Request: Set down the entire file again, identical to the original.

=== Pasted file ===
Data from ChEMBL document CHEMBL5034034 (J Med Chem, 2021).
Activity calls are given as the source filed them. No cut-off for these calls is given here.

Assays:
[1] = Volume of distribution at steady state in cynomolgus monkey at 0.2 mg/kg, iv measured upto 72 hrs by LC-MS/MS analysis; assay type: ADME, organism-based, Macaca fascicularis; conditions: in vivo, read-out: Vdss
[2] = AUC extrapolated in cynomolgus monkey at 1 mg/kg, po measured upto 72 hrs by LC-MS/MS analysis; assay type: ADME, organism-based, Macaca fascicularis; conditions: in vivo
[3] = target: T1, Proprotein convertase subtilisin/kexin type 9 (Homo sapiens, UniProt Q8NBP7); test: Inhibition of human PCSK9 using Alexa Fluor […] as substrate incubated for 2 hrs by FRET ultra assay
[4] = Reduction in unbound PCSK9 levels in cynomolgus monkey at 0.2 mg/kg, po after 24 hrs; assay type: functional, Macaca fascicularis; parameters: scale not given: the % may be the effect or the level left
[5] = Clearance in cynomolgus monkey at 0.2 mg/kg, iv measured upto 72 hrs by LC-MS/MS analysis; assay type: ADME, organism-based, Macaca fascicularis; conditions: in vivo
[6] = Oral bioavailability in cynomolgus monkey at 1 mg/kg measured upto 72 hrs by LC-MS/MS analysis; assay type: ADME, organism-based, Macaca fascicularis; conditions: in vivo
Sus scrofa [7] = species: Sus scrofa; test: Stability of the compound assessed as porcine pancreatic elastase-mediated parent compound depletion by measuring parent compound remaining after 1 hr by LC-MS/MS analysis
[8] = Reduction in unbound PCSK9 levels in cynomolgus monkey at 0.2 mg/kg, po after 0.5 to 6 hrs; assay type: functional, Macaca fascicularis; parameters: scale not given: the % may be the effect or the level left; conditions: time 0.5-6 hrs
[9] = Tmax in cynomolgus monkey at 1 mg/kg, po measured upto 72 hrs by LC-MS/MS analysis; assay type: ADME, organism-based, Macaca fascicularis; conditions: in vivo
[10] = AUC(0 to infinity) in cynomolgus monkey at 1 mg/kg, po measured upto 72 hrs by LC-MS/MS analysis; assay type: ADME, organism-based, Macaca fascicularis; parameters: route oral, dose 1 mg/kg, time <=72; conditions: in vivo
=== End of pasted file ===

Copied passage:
Data from ChEMBL document CHEMBL5034034 (J Med Chem, 2021).
Activity calls are given as the source filed them. No cut-off for these calls is given here.

Assays:
[1] = Volume of distribution at steady state in cynomolgus monkey at 0.2 mg/kg, iv measured upto 72 hrs by LC-MS/MS analysis; assay type: ADME, organism-based, Macaca fascicularis; conditions: in vivo, read-out: Vdss
[2] = AUC extrapolated in cynomolgus monkey at 1 mg/kg, po measured upto 72 hrs by LC-MS/MS analysis; assay type: ADME, organism-based, Macaca fascicularis; conditions: in vivo
[3] = target: T1, Proprotein convertase subtilisin/kexin type 9 (Homo sapiens, UniProt Q8NBP7); test: Inhibition of human PCSK9 using Alexa Fluor […] as substrate incubated for 2 hrs by FRET ultra assay
[4] = Reduction in unbound PCSK9 levels in cynomolgus monkey at 0.2 mg/kg, po after 24 hrs; assay type: functional, Macaca fascicularis; parameters: scale not given: the % may be the effect or the level left
[5] = Clearance in cynomolgus monkey at 0.2 mg/kg, iv measured upto 72 hrs by LC-MS/MS analysis; assay type: ADME, organism-based, Macaca fascicularis; conditions: in vivo
[6] = Oral bioavailability in cynomolgus monkey at 1 mg/kg measured upto 72 hrs by LC-MS/MS analysis; assay type: ADME, organism-based, Macaca fascicularis; conditions: in vivo
Sus scrofa [7] = species: Sus scrofa; test: Stability of the compound assessed as porcine pancreatic elastase-mediated parent compound depletion by measuring parent compound remaining after 1 hr by LC-MS/MS analysis
[8] = Reduction in unbound PCSK9 levels in cynomolgus monkey at 0.2 mg/kg, po after 0.5 to 6 hrs; assay type: functional, Macaca fascicularis; parameters: scale not given: the % may be the effect or the level left; conditions: time 0.5-6 hrs
[9] = Tmax in cynomolgus monkey at 1 mg/kg, po measured upto 72 hrs by LC-MS/MS analysis; assay type: ADME, organism-based, Macaca fascicularis; conditions: in vivo
[10] = AUC(0 to infinity) in cynomolgus monkey at 1 mg/kg, po measured upto 72 hrs by LC-MS/MS analysis; assay type: ADME, organism-based, Macaca fascicularis; parameters: route oral, dose 1 mg/kg, time <=72; conditions: in vivo